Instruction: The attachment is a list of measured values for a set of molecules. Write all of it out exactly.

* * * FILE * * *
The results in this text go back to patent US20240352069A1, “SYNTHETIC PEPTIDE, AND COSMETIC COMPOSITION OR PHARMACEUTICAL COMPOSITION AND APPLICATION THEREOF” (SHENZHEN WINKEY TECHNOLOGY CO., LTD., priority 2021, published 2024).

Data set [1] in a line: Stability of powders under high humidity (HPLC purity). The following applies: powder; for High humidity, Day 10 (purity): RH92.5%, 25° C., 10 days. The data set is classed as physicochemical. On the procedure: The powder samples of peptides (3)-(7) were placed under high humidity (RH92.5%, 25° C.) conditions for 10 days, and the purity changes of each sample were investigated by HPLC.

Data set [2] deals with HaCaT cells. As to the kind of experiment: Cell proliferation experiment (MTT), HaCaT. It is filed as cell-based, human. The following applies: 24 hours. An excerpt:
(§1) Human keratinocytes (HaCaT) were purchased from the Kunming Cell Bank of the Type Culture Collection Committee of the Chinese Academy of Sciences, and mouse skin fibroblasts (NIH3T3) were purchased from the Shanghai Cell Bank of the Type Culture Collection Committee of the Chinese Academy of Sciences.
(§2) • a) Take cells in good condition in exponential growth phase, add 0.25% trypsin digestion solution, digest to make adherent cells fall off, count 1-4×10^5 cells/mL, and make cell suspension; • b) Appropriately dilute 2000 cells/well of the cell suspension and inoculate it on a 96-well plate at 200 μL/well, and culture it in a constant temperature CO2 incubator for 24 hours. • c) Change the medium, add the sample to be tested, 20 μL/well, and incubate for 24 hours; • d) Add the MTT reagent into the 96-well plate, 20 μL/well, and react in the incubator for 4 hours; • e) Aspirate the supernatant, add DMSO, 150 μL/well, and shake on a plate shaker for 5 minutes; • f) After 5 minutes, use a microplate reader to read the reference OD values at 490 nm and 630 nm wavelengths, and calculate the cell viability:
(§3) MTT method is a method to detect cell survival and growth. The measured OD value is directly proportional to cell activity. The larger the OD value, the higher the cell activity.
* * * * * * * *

The results in this text go back to patent US20240352069A1, “SYNTHETIC PEPTIDE, AND COSMETIC COMPOSITION OR PHARMACEUTICAL COMPOSITION AND APPLICATION THEREOF” (SHENZHEN WINKEY TECHNOLOGY CO., LTD., priority 2021, published 2024).

Data set [1] in a line: Stability of powders under high humidity (HPLC purity). The following applies: powder; for High humidity, Day 10 (purity): RH92.5%, 25° C., 10 days. The data set is classed as physicochemical. On the procedure: The powder samples of peptides (3)-(7) were placed under high humidity (RH92.5%, 25° C.) conditions for 10 days, and the purity changes of each sample were investigated by HPLC.

Data set [2] deals with HaCaT cells. As to the kind of experiment: Cell proliferation experiment (MTT), HaCaT. It is filed as cell-based, human. The following applies: 24 hours. An excerpt:
(§1) Human keratinocytes (HaCaT) were purchased from the Kunming Cell Bank of the Type Culture Collection Committee of the Chinese Academy of Sciences, and mouse skin fibroblasts (NIH3T3) were purchased from the Shanghai Cell Bank of the Type Culture Collection Committee of the Chinese Academy of Sciences.
(§2) • a) Take cells in good condition in exponential growth phase, add 0.25% trypsin digestion solution, digest to make adherent cells fall off, count 1-4×10^5 cells/mL, and make cell suspension; • b) Appropriately dilute 2000 cells/well of the cell suspension and inoculate it on a 96-well plate at 200 μL/well, and culture it in a constant temperature CO2 incubator for 24 hours. • c) Change the medium, add the sample to be tested, 20 μL/well, and incubate for 24 hours; • d) Add the MTT reagent into the 96-well plate, 20 μL/well, and react in the incubator for 4 hours; • e) Aspirate the supernatant, add DMSO, 150 μL/well, and shake on a plate shaker for 5 minutes; • f) After 5 minutes, use a microplate reader to read the reference OD values at 490 nm and 630 nm wavelengths, and calculate the cell viability:
(§3) MTT method is a method to detect cell survival and growth. The measured OD value is directly proportional to cell activity. The larger the OD value, the higher the cell activity.